Traffic signal coordination plans are strongly influenced by dynamic conditions such as corridor speeds, traffic signal spacing, congestion, traffic volumes on major streets, pedestrian volumes, traffic signal cycle lengths, additional phasing, and safety considerations.
Each factor can significantly complicate good coordination schemes. Below are descriptions of these influencing factors, and the resulting conditions that may be undesirable for our driving public.
Signal coordination plans are established by using prevailing travel speeds. Motorists traveling at these speeds will achieve optimal travel times; however, those traveling above or below the prevailing speed may have significantly greater stops and delays as they are traveling outside the progression band.
TRAFFIC SIGNAL SPACING
Well-coordinated timings are established when signals are uniformly spaced along busy streets. For most busy corridors, spacing would be approximately ½ mile.
However, while newly developed arterial corridors provide signal spacing in accordance with access management policies, the older developed corridors do not have proper signal spacing which can result in more stops and delays .Traffic signal coordination plans are limited when it comes to signal spacing.
Signals are typically spaced no more than ¾ miles apart, as distance can cause the break up of platoons due to access movements, lane changes, truck traffic, varying travel speeds, geometric conditions and other elements. Without regulation, motorists may have more stops and delays than expected.
Our plans are detrimentally impacted when capacities at our busiest intersections are exceeded. Under such conditions, traffic signal operations can not fully serve the demand, resulting in limited progression. In such cases, strategies may include serving only the heaviest directional flows.
TRAFFIC FLOW CHARACTERISTICS
Our signal coordination plans are strongly influenced by the volume of total traffic, the directionality of the traffic, and the amount of traffic entering, exiting or crossing from a side street. In most cases, our traffic signal coordination is designed to favor the heavier traffic flow. This may cause frustrations for motorists driving in less traveled directions as they may experience more stops and delays than desired.
We are very sensitive to the needs of pedestrians and bicyclists. To serve them safely, we have pedestrian signal phases at nearly all crossing locations. Though good for pedestrians, these phases reduce our proportional green time for thru-traffic on major streets. Reducing green “thru” bands affect coordination since it narrows the window when motorists can travel through the intersection without stopping.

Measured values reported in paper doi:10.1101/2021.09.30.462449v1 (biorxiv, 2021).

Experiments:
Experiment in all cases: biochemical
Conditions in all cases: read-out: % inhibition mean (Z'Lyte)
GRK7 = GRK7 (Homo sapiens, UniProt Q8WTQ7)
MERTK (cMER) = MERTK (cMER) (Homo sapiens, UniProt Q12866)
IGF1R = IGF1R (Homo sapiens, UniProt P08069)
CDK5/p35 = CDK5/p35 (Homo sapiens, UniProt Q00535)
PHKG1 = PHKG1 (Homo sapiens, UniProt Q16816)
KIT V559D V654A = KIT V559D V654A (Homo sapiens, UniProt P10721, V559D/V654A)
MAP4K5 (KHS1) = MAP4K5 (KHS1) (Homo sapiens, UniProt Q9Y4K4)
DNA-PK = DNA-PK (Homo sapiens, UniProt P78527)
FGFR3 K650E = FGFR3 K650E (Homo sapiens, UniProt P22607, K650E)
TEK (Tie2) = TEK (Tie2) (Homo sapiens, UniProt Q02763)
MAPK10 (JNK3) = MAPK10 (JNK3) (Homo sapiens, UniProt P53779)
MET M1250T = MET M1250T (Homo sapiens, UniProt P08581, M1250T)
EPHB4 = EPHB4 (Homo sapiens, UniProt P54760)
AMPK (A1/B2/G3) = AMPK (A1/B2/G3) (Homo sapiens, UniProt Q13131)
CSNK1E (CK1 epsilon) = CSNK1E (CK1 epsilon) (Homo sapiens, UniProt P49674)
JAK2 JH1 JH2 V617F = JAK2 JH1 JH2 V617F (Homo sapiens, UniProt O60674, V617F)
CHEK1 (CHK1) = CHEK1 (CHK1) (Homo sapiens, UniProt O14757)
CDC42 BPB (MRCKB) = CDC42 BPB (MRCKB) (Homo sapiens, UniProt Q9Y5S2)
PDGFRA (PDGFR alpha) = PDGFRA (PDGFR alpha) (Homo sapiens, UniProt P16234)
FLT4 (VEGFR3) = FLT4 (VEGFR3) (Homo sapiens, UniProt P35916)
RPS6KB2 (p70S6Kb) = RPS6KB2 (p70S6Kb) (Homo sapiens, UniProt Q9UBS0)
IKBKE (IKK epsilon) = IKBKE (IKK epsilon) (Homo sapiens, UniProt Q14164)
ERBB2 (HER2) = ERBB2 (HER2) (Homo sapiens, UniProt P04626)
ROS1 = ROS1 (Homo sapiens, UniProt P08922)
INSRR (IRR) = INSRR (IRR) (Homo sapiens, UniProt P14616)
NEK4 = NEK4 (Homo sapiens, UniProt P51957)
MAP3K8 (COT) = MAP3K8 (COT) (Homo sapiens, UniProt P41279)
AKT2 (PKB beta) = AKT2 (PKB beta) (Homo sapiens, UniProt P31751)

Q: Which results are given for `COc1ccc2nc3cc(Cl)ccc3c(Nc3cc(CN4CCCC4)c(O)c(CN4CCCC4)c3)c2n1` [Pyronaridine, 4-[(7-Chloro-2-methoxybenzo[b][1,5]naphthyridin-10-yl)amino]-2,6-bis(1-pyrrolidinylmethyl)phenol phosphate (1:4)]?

TRAFFIC SIGNAL CYCLE LENGTHS
Traffic signals must operate under the same cycle length along a coordinated network to produce consistent results. These cycle lengths are typically set to serve the needs of the busiest intersection as well as provide the optimal coordination along the corridor.
As volumes grow on our major streets, cycle lengths increase. This is due primarily to the extended green phase times needed to serve the approach traffic demands. This may cause some delay at minor signalized approaches. In some situations, motorists traveling on side streets may experience longer delays than expected.
ADDITIONAL LEFT TURN SIGNAL PHASES
We are careful when adding left-turn phases along our busiest corridors due to their effect on green phase bands. Because our cycle lengths are fixed, each additional left-turn phase can reduce “thru” green times by as much as 25% to 40%. As a result, the reduced green “thru” bands can narrow the window allowing motorists to travel through the intersection without stopping.
We must address safety first when developing traffic signal timing plans. Each switch of the lights from green to red includes up to a five (5) second yellow phase and a two (2) second “all-red” phase. The all-red interval allows drivers to pass through the intersection when they are beyond the stop bar. The yellow interval provides additional time for motorists who are in the “dilemma zone” where decisions between stopping and proceeding through the signal are difficult to make. However, this phasing can adversely impact the green phase times on major and minor streets, widening progression bands.